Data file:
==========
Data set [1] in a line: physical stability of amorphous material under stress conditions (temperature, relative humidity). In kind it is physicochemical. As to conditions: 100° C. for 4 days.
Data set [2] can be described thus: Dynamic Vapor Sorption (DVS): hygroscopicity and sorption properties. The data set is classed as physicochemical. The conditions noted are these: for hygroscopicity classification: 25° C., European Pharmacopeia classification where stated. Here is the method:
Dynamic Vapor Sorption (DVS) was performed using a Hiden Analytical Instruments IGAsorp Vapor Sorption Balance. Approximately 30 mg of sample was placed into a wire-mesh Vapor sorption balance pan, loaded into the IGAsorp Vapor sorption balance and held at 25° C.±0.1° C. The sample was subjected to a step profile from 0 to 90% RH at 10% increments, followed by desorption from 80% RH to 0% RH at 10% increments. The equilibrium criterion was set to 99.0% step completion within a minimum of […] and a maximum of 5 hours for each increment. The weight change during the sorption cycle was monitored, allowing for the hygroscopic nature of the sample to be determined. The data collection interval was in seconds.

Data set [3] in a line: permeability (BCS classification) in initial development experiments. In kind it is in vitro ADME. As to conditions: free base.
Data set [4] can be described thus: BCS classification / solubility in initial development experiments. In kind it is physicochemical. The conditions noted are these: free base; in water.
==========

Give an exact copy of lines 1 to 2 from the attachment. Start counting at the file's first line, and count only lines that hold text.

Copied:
Data set [1] in a line: physical stability of amorphous material under stress conditions (temperature, relative humidity). In kind it is physicochemical. As to conditions: 100° C. for 4 days.
Data set [2] can be described thus: Dynamic Vapor Sorption (DVS): hygroscopicity and sorption properties. The data set is classed as physicochemical. The conditions noted are these: for hygroscopicity classification: 25° C., European Pharmacopeia classification where stated. Here is the method: